The front camera is not expected to be making any splashes when it arrives. From what has surfaced on the web, it doesn’t look much different from the previous version.
iPhone 5S Design
The overall assessment of the situation is that the iPhone 5S will look very much like the iPhone 5. The fingerprint button mentioned earlier is going one of the prominent design change, but there may be something else:
According to a number of images and reports, Apple may be bringing a bit more colors to its iPhone line-up this time, including a “champagne” or “gold” iPhone 5S. Knowing that Apple’s new interest for the Chinese market, I can see why that particular tone may join the traditional black and white (“gold” color is super-popular there for other products). SIM Tray colors would indicate that this is plausible.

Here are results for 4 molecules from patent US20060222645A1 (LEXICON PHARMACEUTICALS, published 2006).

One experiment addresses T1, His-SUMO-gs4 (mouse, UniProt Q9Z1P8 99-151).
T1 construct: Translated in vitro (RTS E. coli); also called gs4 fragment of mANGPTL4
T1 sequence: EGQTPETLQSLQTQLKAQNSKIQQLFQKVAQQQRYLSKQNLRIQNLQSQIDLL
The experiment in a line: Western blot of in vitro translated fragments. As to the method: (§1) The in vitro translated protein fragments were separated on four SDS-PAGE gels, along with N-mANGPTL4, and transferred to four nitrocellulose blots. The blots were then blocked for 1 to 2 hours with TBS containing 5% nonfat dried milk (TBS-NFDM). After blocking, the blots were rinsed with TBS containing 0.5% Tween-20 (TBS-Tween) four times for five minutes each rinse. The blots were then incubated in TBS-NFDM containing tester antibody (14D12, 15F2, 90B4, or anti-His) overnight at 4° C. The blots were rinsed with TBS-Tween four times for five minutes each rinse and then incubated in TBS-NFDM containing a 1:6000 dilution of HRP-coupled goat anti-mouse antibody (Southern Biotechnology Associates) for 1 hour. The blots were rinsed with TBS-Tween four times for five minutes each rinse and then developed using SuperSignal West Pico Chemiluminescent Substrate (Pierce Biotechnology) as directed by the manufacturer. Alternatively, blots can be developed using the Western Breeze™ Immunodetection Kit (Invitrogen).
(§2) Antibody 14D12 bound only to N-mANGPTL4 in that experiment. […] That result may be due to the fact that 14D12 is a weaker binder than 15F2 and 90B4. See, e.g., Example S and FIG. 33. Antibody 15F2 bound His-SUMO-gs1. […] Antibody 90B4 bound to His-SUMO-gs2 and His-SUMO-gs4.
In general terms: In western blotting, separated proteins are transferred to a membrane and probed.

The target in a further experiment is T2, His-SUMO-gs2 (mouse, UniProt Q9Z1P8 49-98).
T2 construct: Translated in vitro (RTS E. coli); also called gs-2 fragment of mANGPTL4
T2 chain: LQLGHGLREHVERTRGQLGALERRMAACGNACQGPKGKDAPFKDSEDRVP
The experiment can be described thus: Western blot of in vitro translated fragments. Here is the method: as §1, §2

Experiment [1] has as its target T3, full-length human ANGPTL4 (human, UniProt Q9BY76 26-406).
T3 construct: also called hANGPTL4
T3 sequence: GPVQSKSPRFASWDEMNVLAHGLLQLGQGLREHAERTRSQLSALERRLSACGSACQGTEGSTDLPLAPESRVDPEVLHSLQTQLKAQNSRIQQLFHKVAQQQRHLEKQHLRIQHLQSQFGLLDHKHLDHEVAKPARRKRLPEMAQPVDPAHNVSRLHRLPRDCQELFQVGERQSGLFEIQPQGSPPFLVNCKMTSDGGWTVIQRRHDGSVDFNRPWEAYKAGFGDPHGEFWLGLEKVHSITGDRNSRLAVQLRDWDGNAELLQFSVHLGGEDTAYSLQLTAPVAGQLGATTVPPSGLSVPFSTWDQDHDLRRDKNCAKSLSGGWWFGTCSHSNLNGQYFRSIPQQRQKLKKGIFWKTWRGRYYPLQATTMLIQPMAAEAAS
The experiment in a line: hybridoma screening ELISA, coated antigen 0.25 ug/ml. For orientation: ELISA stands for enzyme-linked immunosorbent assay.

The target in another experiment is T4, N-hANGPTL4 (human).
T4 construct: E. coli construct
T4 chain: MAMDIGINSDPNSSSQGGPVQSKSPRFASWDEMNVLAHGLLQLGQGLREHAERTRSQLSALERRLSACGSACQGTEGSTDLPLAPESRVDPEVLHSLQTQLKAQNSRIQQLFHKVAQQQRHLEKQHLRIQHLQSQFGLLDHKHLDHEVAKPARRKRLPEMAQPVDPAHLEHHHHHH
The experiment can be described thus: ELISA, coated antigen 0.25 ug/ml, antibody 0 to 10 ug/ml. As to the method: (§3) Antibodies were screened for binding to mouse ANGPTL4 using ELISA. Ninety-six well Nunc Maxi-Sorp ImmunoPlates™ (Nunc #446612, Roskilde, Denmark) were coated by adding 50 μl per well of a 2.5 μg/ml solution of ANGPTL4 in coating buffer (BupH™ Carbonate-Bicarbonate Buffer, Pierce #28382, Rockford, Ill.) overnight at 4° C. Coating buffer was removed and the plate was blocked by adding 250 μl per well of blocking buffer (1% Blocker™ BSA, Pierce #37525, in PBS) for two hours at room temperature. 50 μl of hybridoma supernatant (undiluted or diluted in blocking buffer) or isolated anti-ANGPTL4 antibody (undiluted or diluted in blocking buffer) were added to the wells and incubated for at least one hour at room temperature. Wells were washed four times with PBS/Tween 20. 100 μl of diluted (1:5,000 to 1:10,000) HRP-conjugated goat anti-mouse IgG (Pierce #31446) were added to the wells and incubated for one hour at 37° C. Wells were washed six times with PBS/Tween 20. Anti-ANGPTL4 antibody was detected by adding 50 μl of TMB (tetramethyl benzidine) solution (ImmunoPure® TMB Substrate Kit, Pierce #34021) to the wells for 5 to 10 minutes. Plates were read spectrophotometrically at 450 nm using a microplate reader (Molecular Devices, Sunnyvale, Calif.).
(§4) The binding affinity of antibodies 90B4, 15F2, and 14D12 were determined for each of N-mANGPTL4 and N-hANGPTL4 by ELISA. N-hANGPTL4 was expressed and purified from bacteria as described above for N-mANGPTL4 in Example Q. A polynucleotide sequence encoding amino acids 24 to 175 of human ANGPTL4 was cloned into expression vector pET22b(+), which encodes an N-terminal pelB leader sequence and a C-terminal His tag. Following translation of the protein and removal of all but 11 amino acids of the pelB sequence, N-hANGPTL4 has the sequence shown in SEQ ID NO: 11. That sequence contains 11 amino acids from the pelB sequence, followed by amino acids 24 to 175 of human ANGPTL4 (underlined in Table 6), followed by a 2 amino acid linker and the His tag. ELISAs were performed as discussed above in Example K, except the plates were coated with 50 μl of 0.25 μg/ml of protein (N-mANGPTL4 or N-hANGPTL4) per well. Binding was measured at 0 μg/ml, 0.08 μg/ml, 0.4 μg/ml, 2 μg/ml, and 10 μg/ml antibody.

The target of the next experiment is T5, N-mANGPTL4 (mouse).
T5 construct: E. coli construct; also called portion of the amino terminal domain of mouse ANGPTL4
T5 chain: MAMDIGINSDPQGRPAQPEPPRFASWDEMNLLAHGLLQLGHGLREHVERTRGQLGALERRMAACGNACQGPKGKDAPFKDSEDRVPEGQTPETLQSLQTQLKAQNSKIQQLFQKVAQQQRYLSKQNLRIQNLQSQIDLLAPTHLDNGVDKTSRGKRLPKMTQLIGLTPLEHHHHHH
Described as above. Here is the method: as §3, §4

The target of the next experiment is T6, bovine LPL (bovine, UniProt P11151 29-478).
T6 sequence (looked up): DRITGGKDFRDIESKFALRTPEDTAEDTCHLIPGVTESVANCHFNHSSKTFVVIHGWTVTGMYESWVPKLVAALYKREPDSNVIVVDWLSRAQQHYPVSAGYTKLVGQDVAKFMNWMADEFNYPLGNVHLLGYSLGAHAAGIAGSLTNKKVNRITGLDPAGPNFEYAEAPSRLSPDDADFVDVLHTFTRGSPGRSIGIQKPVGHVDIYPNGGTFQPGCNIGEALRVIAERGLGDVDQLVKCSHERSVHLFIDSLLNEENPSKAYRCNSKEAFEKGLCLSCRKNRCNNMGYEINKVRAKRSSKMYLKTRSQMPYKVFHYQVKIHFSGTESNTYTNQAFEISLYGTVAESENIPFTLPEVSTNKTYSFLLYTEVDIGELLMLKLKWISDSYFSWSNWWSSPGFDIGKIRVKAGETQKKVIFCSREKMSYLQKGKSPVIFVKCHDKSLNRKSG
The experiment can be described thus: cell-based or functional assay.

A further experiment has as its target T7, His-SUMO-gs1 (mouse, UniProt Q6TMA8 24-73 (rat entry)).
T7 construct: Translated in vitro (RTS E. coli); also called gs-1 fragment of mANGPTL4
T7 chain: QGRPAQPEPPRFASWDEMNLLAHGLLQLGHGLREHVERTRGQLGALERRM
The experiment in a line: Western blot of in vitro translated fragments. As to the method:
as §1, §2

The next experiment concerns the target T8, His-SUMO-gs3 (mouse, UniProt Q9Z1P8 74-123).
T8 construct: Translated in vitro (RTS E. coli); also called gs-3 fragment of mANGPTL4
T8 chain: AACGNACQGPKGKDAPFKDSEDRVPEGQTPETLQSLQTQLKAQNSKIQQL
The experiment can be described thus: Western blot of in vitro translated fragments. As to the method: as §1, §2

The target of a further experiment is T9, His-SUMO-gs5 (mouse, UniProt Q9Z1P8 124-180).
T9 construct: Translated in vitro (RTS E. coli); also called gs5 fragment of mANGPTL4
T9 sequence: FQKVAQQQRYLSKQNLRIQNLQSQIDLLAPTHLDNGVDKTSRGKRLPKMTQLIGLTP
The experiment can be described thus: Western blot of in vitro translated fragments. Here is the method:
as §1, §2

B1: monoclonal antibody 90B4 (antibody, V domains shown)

However, there’s more. If you believe the more extreme rumors on the matter, Apple would have even more colors in the works, and would do something as colorful as the iPod. Those rumors concern both the iPhone 5S and the more affordable iPhone 5C, but I wouldn’t be surprised if only the 5C was to get the additional colors, since it is likely to use a different/cheaper body and manufacturing process.
iPhone 5S Price
At the moment, there is no indication that Apple will deviate from its current iPhone pricing. When it is introduced, the iPhone 5S should cost anywhere from $199 (16GB) to $399 (64GB) – that is with a new contract of course. Out of contract phones are expected to be sold for $649, and unlocked phones should cost around $750. Those are the expected U.S prices.
It is that time of the year, and it is 100% certain that Apple is going to update its most profitable and successful line of product: iPhone. The iPhone 5S would be a welcome hardware refresh, but so far it looks like the design is not going to surprise us. Now the question is how much faster, and how much better the display is going to be. Of course, how does it translate into the user experience? We have seen enough of iOS 7 to conclude that it is refreshing, and we are looking forward to seeing it in action in cars. We can’t say that this is groundbreaking, but for now, a new iPhone remains an event in itself. What do you think?